ORIGINAL CIVIL WAR .56 CALIBER BILLINGHURST REQUA
BATTERY GUN CARTRIDGE: Patented late in 1862,
the Billinghurst Requa Battery Gun was one of the many
innovations in firearms and artillery developed during
the Civil War. Utilizing fixed ammunition in the form
of brass case cartridges – an advancement in and of
themselves – loaded in piano-hinged steel strips, the
battery gun was capable of firing 25 rounds in a single
discharge, each through an individual barrel.
Employing a crew of three soldiers, and due to the fixed
metallic ammunition preloaded in the hinged strips, the
battery gun was capable repeated discharges with a short
cycle time, providing a significant amount of fire power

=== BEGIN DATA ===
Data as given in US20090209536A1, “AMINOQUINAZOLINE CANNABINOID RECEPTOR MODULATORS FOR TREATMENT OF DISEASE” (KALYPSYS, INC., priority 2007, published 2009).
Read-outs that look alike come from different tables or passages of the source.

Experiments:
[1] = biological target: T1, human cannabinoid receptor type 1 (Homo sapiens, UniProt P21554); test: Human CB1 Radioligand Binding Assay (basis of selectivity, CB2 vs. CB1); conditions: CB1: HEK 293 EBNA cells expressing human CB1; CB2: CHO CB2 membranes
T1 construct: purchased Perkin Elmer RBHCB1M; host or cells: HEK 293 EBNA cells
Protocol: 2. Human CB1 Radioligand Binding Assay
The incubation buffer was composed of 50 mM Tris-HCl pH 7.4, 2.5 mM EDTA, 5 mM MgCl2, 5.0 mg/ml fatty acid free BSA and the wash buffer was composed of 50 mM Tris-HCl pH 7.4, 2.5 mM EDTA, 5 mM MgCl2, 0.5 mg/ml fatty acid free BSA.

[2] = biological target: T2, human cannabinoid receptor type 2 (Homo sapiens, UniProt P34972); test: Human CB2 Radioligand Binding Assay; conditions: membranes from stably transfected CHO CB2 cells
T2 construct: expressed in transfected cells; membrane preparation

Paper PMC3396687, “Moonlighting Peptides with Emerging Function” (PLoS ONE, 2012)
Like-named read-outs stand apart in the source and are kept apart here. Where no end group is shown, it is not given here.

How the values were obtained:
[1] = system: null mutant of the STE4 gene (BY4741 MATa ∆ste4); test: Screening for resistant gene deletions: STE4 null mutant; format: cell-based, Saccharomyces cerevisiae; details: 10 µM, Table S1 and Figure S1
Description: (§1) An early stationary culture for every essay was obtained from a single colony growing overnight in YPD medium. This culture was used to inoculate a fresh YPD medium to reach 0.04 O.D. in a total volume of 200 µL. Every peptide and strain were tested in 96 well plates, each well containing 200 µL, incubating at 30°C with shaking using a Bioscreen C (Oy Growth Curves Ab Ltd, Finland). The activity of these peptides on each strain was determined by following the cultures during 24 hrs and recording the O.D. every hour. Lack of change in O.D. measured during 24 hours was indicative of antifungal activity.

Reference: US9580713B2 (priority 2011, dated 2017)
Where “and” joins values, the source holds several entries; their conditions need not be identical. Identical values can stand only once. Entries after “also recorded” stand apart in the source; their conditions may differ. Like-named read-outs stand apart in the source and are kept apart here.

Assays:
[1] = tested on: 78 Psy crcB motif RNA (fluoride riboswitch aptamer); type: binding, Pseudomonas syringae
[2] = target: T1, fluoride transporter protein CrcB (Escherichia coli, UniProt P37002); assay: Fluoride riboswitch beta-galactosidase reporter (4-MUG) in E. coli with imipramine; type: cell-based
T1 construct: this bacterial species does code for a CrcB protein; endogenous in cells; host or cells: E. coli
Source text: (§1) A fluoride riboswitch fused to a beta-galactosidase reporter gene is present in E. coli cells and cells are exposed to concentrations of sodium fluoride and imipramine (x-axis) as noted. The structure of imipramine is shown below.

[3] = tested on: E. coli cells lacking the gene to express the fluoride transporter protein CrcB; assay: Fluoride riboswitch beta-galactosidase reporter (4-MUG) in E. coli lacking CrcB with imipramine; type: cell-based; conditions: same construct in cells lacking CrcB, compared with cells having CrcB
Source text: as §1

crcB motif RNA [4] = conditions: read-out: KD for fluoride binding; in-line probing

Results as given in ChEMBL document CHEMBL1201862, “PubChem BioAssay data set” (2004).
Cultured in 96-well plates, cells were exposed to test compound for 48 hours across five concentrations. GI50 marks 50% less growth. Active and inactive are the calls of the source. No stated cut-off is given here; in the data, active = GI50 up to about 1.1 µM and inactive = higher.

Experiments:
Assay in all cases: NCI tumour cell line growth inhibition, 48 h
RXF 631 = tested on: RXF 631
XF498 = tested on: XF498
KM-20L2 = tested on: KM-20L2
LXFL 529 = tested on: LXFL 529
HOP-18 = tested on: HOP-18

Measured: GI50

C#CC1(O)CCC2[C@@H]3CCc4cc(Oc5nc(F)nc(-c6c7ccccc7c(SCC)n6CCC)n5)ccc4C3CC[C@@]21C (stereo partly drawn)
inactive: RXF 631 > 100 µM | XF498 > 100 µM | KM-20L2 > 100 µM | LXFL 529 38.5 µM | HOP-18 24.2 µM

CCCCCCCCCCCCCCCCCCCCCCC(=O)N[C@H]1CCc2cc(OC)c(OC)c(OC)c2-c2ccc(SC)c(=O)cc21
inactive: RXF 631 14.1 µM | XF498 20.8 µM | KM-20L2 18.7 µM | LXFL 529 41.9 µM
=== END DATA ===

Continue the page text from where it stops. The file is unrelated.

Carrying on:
on the battlefield of the day. The barrels were
adjustable to increase or reduce the concentration of
fire on the impact area, and the battery of barrels
could be elevated or depressed as a group.
The Union Army purchased a small quantity of these guns
and they are recorded as being used in the siege of
Charleston, South Carolina, at Ft. Wagner, and to guard
the approaches to Washington D.C. There is some belief
that the Confederacy may have purchased a very small
number of these guns prior to the embargoes, but
definite records have not been found.
The .56 caliber cartridge features a brass rimmed case
with a pinhole in the base to allow the ignition to
reach the powder. This specimen is full form with no
dents, damage or other signs of abuse, the brass has a
nice patina and the lead bullet is full form.
Manufactured in relatively limited numbers when compared
to other Civil War ammunition, and rendered obsolete by
the firearm developments in the post war years, these
Billinghurst Requa cartridges have never been
particularly common, but they are an interesting
innovation to display with your Civil War cartridges.